Lord Callaghan’s design assessment panel has unanimously recommended Richard Rogers as architect for the new National Assembly for Wales building. Following a day-long series of interviews and discussions, Richard Rogers Partnership was picked from the six short-listed architects who presented designs last week (AJ 15.10.98).
In Cardiff last Friday, Lord Callaghan said: ‘The presentations were outstanding from a world-class set of design teams.’
He said that the panel had been won over by the scheme’s merits of being simple, straightforward, elegant and economic. ‘It allows for light and transparency and will provide generous open spaces.’ In his view, the design represented the ‘open modern democracy’ that the Welsh Assembly must be.
He revealed that the Rogers design was costed at just under £10m, well within the proposed £11.5m budget.
Emphasising that the winning entry was purely a concept rather than a definitive model of what would be built, Lord Callaghan said that what was now needed was a full partnership between Richard Rogers and the Welsh Office to bring in what he hoped would be ‘a great building, one of the most instantly recognisable pieces of architecture’.
He called the Rogers concept ‘a little gem of a building’.
Asked about generally adverse public reaction to the display of the six finalists’ models, Lord Callaghan said the panel had heard and read the various comments, but its concerns covered more than the visual appearance. ‘We had to consider such matters as the environment, the planned location, internal space and accessibility, and whether the chosen building would work or not.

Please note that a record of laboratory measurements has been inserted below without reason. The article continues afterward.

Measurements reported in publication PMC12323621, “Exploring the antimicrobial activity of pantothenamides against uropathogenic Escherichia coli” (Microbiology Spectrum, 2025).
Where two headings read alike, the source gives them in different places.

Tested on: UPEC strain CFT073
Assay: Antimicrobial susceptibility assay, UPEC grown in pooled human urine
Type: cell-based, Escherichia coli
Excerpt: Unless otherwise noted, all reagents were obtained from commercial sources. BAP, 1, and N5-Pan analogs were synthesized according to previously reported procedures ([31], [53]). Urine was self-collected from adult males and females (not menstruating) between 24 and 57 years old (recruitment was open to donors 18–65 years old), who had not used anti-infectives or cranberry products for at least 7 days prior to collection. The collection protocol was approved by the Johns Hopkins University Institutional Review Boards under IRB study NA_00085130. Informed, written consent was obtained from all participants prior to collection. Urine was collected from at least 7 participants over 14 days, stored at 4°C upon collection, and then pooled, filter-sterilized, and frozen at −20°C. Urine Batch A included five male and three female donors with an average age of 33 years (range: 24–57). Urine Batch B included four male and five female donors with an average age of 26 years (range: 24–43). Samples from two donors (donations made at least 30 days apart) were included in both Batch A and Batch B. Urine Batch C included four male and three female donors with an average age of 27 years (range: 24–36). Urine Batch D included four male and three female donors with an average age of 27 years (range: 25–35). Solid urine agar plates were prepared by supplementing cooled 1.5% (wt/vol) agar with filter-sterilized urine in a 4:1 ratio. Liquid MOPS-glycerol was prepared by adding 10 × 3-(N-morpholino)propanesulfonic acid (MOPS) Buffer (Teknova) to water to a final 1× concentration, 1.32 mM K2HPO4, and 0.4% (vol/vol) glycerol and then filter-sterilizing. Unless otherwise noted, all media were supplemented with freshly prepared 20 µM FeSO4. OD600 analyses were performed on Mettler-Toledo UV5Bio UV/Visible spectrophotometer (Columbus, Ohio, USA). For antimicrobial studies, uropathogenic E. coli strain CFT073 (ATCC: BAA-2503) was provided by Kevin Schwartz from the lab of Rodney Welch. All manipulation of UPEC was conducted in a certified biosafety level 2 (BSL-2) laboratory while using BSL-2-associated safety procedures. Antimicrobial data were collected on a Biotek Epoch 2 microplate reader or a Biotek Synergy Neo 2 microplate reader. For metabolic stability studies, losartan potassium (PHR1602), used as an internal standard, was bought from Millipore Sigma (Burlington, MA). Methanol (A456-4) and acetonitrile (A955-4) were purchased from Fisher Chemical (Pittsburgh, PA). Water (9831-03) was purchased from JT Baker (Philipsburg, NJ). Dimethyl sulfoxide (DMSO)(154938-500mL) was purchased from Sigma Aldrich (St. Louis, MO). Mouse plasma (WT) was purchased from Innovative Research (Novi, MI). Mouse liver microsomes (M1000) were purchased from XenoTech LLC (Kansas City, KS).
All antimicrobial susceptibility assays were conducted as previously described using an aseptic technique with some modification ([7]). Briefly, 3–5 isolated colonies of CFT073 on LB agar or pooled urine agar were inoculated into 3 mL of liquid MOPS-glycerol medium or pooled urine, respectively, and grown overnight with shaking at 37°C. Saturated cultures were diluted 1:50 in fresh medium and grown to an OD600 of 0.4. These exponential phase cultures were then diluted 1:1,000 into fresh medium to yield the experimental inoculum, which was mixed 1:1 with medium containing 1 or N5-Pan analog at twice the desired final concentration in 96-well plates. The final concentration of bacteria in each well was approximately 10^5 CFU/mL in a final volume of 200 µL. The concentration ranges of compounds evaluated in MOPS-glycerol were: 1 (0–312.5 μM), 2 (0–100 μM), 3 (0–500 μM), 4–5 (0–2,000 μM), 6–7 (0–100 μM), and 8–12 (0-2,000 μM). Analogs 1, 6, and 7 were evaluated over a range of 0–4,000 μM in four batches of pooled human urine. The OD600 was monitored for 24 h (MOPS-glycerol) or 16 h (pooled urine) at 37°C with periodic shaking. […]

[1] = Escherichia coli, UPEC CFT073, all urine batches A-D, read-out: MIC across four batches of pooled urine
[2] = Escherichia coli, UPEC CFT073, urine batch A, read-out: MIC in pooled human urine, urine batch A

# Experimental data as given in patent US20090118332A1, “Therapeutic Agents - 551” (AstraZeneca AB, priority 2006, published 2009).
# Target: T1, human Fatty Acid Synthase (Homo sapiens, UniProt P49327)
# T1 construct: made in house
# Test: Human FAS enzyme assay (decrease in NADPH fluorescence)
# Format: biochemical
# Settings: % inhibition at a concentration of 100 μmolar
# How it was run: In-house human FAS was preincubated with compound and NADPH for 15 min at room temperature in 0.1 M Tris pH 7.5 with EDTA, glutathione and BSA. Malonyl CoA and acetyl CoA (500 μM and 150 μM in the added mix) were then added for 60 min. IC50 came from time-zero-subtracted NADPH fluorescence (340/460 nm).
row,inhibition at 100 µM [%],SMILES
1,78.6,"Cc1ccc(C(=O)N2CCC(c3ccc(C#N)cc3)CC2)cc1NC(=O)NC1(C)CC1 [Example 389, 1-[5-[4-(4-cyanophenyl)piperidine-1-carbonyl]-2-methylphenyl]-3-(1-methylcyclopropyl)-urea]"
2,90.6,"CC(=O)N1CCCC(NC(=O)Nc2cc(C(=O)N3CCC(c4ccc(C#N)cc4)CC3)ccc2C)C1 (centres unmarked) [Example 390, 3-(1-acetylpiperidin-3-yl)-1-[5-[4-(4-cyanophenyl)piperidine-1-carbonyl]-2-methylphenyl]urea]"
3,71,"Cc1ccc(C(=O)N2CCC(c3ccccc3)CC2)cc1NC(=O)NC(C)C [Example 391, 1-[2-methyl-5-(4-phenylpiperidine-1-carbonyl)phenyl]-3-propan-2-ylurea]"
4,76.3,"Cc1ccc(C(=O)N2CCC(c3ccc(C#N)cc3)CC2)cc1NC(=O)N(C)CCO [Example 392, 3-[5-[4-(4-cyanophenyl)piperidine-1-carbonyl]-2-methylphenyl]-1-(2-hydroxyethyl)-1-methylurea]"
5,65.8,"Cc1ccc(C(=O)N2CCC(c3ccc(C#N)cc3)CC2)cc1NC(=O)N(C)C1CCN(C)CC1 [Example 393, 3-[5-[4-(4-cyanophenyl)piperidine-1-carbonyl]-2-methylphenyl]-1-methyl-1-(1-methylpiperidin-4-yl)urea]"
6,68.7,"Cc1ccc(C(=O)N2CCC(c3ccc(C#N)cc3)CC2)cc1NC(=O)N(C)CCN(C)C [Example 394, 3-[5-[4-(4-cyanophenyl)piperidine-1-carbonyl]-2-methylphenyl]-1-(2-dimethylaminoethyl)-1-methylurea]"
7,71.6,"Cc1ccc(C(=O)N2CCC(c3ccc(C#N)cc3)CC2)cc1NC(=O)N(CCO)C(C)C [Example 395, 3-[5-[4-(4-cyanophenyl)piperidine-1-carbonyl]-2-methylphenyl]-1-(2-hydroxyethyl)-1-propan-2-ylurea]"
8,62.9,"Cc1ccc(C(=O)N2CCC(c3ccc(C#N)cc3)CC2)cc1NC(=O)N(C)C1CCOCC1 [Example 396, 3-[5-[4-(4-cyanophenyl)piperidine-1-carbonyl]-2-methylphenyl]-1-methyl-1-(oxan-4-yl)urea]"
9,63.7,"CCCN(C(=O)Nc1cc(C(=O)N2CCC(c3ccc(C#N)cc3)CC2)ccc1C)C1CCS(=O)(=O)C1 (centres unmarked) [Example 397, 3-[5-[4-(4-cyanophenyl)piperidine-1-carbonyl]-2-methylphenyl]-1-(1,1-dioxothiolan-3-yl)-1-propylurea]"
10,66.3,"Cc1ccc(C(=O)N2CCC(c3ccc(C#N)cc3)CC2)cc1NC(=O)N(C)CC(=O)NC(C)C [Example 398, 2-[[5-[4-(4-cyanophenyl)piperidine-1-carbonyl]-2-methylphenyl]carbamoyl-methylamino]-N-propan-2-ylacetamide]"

We chose the Rogers design on its overall merits.’
The general view is that Lord Callaghan and his team have made a safe choice, and the former prime minister admitted that he was ‘not renowned for being a revolutionary in such matters’.
Both the Western Mail and the South Wales Echo took a fairly hard-line towards to the shortlisted designs and polled their readers. The public’s favourite scheme was that produced by the MacCormac Jamieson Prichard team.
The hastily-conceived moves to open the designs to public consultation (AJ 15.10.98) have been roundly criticised in the principality, particularly by the Civic Trust for Wales, and there are growing demands for greater public input into the design process.
Welsh Office sources say that this will not happen before Welsh secretary of state Ron Davies gives his approval to the design panel’s recommendation.